Comparable call after insufficient bid

South opens 1NT which is passed round to East who has 18 points and 5-5 in the majors. She bids 2C (Landy). West, with a 2-2-5-4 shape, bids 1D (insufficent) not accepted by North. West says that 1D was not natural (despite her diamond holding) but was meant to be 2D showing no preference in the majors. Does she now have any bid which keeps East in the auction? For instance can she bid a conventional 2D?

Comments

  • Saying that she meant to bid 2D strongly suggests that this is simply mechanical error: she meant to pull out 2D, complying with the convention, but inadvertently pulled out 1D. Allow the change with no further rectification.

    If you don't believe her and consider that she did mean to show her diamonds, up to the point where she realised that something had gone awry, then there is no reason to allow a 2D correction, since that is artificial and not showing diamonds.

  • At the moment Law 27B1(a) is ambiguous. Some TDs would allow the 2D purely because it is diamonds. It all depends what "specifies" means.

    On the other hand, if you disallow it because it "shows" (rather than "names") something different, then I can see no reading of Law 23A by which the 2D isn't a comparable call, as it shows equal length in the majors, and thereby satisfies L23A2.

  • My problem with LAW 23A is that all 3 heads refer to the meaning(s) or purpose 'attributable to the withdrawn call'. How do you decide the meaning attributable to 1!d, an insufficient bid?

  • As a TD, you have to ask her what she intended by bidding 1D, what was she thinking at the time?

  • @Tag said:
    As a TD, you have to ask her what she intended by bidding 1D, what was she thinking at the time?

    My understanding is that that is no longer the case in the 2017 laws. As long as the meaning attributable to 1D is plausible, as it is here, the correction can be made to 2D. Play will continue to a sensible bridge result without any UI. If there is a problem, the TD can adjust the score at the end.

  • I take your point, Steven, but a 2D bid showing no preference for either major is something I'd find hard to consider comparable to a 1D bid showing diamonds.

    I still find it easy here, though, to accept a suggestion of mechanical error.

  • But Tag, the insufficient bid doesn't necessarily "show diamonds"; there could be other attributable meanings, although I have to admit yours is the most likely one.

    I also find it difficult to "attribute" meanings to withdrawn calls, and I'm currently running a club TD course for the EBU, so I'm trying to teach directors how to apply this law. I know there are some who claim that it's common for offender to "get the level of the auction wrong" and so attribute whatever 2!d would have meant to the withdrawn call, in which case a correction to 2!d would not bar partner. I'm not entirely happy with that, but I tell my trainees that they should make their own decision, make a ruling and not worry to much if anyone disagrees.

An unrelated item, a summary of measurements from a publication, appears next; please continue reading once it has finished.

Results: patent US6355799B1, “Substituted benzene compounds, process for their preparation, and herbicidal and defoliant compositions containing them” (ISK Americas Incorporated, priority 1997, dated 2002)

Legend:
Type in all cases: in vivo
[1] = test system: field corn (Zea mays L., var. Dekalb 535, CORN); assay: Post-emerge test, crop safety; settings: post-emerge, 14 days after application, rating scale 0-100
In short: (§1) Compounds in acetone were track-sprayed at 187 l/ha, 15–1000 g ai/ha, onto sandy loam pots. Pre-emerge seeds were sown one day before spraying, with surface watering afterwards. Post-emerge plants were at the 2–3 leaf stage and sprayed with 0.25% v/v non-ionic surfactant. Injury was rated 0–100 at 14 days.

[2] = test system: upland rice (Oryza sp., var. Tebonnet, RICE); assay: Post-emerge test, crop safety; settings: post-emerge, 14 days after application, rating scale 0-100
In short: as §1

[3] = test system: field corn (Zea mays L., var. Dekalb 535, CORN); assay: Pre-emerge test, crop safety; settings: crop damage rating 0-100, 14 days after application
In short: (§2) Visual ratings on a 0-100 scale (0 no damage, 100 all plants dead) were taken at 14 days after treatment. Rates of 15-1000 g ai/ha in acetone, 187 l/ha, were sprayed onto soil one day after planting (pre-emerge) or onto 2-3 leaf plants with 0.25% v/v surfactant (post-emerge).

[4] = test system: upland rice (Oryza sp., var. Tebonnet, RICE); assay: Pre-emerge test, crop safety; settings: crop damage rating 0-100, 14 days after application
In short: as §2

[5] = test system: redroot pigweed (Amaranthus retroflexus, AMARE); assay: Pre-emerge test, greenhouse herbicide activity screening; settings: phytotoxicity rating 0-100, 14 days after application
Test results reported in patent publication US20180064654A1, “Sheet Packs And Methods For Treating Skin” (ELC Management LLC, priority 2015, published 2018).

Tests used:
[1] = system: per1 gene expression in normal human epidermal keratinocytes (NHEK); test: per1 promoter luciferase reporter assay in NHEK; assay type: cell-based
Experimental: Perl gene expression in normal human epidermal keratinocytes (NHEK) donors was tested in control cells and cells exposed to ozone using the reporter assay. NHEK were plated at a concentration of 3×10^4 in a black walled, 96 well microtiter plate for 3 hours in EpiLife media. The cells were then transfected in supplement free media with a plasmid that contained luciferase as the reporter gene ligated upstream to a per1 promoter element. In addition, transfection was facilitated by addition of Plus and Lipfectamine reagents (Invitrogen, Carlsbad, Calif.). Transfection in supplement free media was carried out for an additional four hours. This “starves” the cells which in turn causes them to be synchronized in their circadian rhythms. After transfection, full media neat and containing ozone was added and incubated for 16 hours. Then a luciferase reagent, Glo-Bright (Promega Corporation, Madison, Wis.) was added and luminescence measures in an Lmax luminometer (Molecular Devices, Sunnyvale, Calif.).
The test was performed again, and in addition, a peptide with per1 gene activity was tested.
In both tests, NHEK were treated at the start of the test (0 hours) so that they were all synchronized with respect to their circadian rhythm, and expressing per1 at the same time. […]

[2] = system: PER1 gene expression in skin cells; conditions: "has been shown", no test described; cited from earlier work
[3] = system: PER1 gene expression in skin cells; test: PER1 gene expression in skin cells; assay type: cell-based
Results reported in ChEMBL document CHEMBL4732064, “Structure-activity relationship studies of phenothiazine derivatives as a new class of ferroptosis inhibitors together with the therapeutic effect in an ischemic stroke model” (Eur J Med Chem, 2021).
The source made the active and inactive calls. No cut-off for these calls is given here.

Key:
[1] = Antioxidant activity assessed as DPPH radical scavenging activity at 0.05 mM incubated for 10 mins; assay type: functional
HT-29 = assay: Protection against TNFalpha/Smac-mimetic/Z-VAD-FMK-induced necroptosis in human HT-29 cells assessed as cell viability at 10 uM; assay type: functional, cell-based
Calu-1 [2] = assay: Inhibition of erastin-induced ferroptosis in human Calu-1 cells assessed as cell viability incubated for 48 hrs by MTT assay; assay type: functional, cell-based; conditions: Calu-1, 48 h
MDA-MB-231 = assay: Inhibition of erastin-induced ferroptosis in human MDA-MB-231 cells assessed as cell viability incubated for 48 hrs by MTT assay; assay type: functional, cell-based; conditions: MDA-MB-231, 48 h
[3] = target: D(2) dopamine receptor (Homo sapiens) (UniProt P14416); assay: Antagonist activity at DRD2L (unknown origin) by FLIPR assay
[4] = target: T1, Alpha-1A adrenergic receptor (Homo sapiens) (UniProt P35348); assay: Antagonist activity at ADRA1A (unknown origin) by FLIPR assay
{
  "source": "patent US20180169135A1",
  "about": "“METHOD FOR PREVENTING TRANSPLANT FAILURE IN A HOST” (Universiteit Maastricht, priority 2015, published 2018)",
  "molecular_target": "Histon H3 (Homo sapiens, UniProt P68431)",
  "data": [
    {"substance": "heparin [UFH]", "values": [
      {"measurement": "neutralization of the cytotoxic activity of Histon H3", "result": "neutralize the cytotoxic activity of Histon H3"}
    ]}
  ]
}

I agree with you that it could have been a mechanical error, and that's something the TD could try to find out, perhaps away from the table.

  • I love the idea of teaching Directors not to worry if anyone disagrees.
  • It reminds me of the old Judge Dredd... "I am the Law"

  • @ManchesterRambler said:
    My problem with LAW 23A is that all 3 heads refer to the meaning(s) or purpose 'attributable to the withdrawn call'. How do you decide the meaning attributable to 1!d, an insufficient bid?

    I think you just need to consider what meanings might be attributed to the call, which in this case seem to me to be either diamonds or equal length in the majors, and then allow a call that has either of those meanings.

    No need to ask the intention of the player who made the insufficient bid - you can ask that player’s partner any details of their system that you need to know. I think you should caution the IBer against saying what was their intention.

    However I do think you should offer the player the chance to talk to you away from the table if they think you have failed to identify a possible attributable meaning.

  • @Alan16248 said:
    I love the idea of teaching Directors not to worry if anyone disagrees.

    If I didn't do this the more nervous ones, perhaps the weaker players among the directors, wouldn't trust themselves to make any ruling at all. It's one of the situations where the director has to make a judgement on the spot, with little opportunity for consultation.

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